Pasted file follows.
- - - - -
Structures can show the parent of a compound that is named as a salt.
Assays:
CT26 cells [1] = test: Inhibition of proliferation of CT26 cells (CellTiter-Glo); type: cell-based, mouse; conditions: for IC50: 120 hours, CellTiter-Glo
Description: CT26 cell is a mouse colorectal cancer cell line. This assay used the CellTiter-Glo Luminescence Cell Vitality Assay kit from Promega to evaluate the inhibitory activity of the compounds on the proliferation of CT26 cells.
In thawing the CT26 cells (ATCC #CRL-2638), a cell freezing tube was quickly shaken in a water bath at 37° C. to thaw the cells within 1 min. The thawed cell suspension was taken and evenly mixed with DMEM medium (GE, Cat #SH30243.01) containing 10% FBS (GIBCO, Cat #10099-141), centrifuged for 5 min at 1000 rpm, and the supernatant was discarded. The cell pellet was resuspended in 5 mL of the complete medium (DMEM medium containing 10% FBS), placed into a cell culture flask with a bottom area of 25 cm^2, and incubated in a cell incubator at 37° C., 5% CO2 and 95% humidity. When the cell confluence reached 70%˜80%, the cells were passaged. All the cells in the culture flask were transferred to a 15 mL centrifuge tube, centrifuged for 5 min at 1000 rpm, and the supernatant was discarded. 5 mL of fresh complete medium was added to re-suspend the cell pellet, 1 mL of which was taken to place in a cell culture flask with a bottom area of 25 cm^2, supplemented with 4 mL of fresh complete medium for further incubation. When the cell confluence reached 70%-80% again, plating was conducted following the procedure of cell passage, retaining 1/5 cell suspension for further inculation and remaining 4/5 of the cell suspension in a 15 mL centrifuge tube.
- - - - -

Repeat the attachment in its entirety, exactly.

Structures can show the parent of a compound that is named as a salt.
Assays:
CT26 cells [1] = test: Inhibition of proliferation of CT26 cells (CellTiter-Glo); type: cell-based, mouse; conditions: for IC50: 120 hours, CellTiter-Glo
Description: CT26 cell is a mouse colorectal cancer cell line. This assay used the CellTiter-Glo Luminescence Cell Vitality Assay kit from Promega to evaluate the inhibitory activity of the compounds on the proliferation of CT26 cells.
In thawing the CT26 cells (ATCC #CRL-2638), a cell freezing tube was quickly shaken in a water bath at 37° C. to thaw the cells within 1 min. The thawed cell suspension was taken and evenly mixed with DMEM medium (GE, Cat #SH30243.01) containing 10% FBS (GIBCO, Cat #10099-141), centrifuged for 5 min at 1000 rpm, and the supernatant was discarded. The cell pellet was resuspended in 5 mL of the complete medium (DMEM medium containing 10% FBS), placed into a cell culture flask with a bottom area of 25 cm^2, and incubated in a cell incubator at 37° C., 5% CO2 and 95% humidity. When the cell confluence reached 70%˜80%, the cells were passaged. All the cells in the culture flask were transferred to a 15 mL centrifuge tube, centrifuged for 5 min at 1000 rpm, and the supernatant was discarded. 5 mL of fresh complete medium was added to re-suspend the cell pellet, 1 mL of which was taken to place in a cell culture flask with a bottom area of 25 cm^2, supplemented with 4 mL of fresh complete medium for further incubation. When the cell confluence reached 70%-80% again, plating was conducted following the procedure of cell passage, retaining 1/5 cell suspension for further inculation and remaining 4/5 of the cell suspension in a 15 mL centrifuge tube.